South Korea at the Crossroads

Autonomy and Alliance in an Era of Rival Powers

An authoritative look at South Korea's foreign-policy choices in an increasingly uncertain Asia.

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Foreign policy analyses written by CFR fellows and published by the trade presses, academic presses, or the Council on Foreign Relations Press.

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Against the backdrop of China’s mounting influence and North Korea’s growing nuclear capability and expanding missile arsenal, South Korea faces a set of strategic choices that will shape its economic prospects and national security. In South Korea at the Crossroads, Scott A. Snyder examines the trajectory of fifty years of South Korean foreign policy and offers predictions—and a prescription—for the future. Pairing a historical perspective with a shrewd view of today’s political landscape, Snyder contends that South Korea’s best strategy remains investing in a robust alliance with the United States.

Snyder begins with South Korea’s effort in the 1960s to offset the risk of abandonment by the United States during the Vietnam War and the subsequent crisis in the alliance during the 1970s. A series of shifts in South Korean foreign relations followed, from the “Nordpolitik” engagement with the Soviet Union and China at the end of the Cold War; to Kim Dae Jung’s “Sunshine Policy,” designed to bring North Korea into the international community; to “trustpolitik,” which sought to foster diplomacy with North Korea and Japan; to changes in South Korea’s relationship with the United States. Despite its rise as a leader in international financial, development, and climate change forums, South Korea will likely still require the commitment of the United States to guarantee its security. Although China is a tempting option, Snyder argues that only the United States is both credible and capable in this role. As South Korea remains vulnerable relative to other regional powers in northeast Asia despite its rising profile as a middle power, it must ultimately balance the contradiction of desirable autonomy and necessary alliance.

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Reviews and Endorsements

At a critical moment for the alliance, Scott A. Snyder has done it again—producing an important work that both provides insightful historical perspectives of the relationship and also advances our understanding of South Korean strategic decision-making. This latest contribution from Snyder will inform academics, policymakers, and those who follow the alliance in Washington, Seoul, and around the world.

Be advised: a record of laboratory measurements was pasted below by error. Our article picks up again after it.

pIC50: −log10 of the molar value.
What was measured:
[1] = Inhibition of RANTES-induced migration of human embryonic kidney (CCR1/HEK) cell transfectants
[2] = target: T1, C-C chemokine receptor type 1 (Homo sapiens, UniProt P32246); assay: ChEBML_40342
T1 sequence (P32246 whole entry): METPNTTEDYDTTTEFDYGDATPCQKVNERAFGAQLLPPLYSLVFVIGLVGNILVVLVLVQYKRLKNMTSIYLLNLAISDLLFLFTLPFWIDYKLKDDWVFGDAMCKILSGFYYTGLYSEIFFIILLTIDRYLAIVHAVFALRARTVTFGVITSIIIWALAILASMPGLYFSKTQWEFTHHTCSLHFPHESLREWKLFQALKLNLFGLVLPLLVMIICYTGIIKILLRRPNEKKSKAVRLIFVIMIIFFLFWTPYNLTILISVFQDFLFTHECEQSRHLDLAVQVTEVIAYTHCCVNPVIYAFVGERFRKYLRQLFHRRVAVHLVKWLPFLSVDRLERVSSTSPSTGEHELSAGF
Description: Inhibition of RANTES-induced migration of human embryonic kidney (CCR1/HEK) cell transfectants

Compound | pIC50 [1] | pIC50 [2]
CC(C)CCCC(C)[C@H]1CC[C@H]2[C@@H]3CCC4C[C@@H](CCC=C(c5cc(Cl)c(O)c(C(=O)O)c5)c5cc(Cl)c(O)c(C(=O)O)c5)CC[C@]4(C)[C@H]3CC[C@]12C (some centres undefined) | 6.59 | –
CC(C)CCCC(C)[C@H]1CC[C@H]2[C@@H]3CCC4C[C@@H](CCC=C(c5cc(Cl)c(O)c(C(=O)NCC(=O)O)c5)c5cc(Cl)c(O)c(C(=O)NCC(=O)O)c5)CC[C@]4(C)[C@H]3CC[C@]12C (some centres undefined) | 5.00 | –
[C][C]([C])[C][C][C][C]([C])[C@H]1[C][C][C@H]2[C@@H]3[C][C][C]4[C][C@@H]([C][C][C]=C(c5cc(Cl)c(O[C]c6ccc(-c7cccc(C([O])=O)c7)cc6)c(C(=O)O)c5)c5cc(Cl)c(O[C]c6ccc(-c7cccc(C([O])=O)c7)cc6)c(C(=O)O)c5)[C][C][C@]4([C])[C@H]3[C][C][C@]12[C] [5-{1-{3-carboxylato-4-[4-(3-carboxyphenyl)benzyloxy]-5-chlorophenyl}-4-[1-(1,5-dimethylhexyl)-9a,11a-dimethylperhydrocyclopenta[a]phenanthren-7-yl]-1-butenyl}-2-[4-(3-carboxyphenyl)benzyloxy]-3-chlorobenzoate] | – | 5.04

Mark Lippert, U.S. Ambassador to the Republic of Korea, 2014–2017

The dizzying developments on the Korean peninsula have assumed a central place in our national conversation as recent developments in both Pyongyang and Seoul remind us of the stakes in play for the United States in Asia. Scott Snyder, perhaps America's premier Korean watcher, has written an indispensable book about how to chart a course for America and South Korea in the complex period ahead.

Kurt M. Campbell, Chairman and CEO, The Asia Group

South Korea at the Crossroads provides a lucid and expansive coverage of the major forces that have shaped and influenced South Korean diplomacy since its founding in 1948. Snyder emphasizes the contradictory forces that have shaped Seoul’s foreign policy through each administration, such as the pluses and minuses of geography, nationalism, and internationalism and the poles of autonomy and alliance. This volume will stand out as the best single-volume study on South Korean foreign policy.

Chung Min Lee, Yonsei University

[A] solid introduction to the history of South Korea’s foreign policy. . . . Snyder is adept at describing the ups and downs in South Korea’s relationships with the U.S. and China, which illustrate his insightful thesis that there exists a ‘conflict between South Korea’s aspirations for autonomy and its need for alliance.’

Publishers Weekly

Students of geopolitics will appreciate Snyder’s thoughtful analysis of a troubled region.

Kirkus Reviews

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